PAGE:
24 December 2010

Quitting smoking improves cholesterol

The list of benefits for smokers who quit has just been extended: a new study shows they might also have improved cholesterol profiles.


The list of benefits for smokers who quit has just been extended: a new study shows they might also have improved cholesterol profiles.

If confirmed in future research, the finding could shed light on the strong, yet somewhat mysterious relationship between smoking and heart health. Up to 20% of heart disease deaths are currently blamed on smoking, but researchers haven't yet had a clear understanding of what underlies the effect. Lowered oxygen levels are at least partly to blame.

Some small studies have also shown that smoking lowers HDL cholesterol and raises LDL cholesterol, lead researcher Dr Adam Gepner of the University of Wisconsin School of Medicine and Public Health, in Madison, said.

The test

To test the impact of smoking on cholesterol levels more rigorously, and in a realistic setting, Dr Gepner and his colleagues recruited more than 1,500 smokers representative of the current US population, including its high proportion of overweight and obese individuals.

At baseline, the average participant smoked about 21 cigarettes per day. After a year on one of five smoking cessation programs, 334 (36%) had been able to stop smoking.

Those who stopped smoking had an average rise in HDL cholesterol of about 5%, or 2.4 mg/dL, the researchers report in the American Heart Journal. They also had an increase in large HDL particles.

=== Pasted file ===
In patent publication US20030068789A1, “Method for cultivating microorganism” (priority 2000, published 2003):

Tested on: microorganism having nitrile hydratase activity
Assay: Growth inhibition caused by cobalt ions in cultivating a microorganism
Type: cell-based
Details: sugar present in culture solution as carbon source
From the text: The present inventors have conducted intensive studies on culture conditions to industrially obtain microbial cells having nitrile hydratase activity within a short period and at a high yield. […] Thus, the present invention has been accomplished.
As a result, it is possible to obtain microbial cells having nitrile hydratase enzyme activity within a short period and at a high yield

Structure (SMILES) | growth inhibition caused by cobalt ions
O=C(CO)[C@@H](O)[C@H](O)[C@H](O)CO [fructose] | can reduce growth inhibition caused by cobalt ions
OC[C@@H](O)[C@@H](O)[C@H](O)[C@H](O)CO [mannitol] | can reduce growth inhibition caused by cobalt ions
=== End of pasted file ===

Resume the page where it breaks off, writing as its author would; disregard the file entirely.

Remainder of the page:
The effects were somewhat stronger in women. However, it did not seem to matter how many cigarettes people smoked per day at baseline: heavy smokers enjoyed the same HDL benefit as lighter smokers after quitting.

Weight gain

One downside of smoking cessation can be weight gain. Sure enough, the group that quit gained an average of about 10 pounds compared to one or two pounds in the group that relapsed to smoking.

Many participants were already overweight at the start of the study, with an average body mass index of 29.6. The researchers think the weight gain might have offset some of the beneficial effects seen in the abstainers.

"Further benefits on cholesterol levels may have been actually masked by the weight gain seen after quitting," Dr Gepner said.

"It is important to counsel quitters about weight gain and the need for a healthy diet and regular exercise during the quitting period," he added.

(Reuters Health, Lynne Peeples, December 2010)

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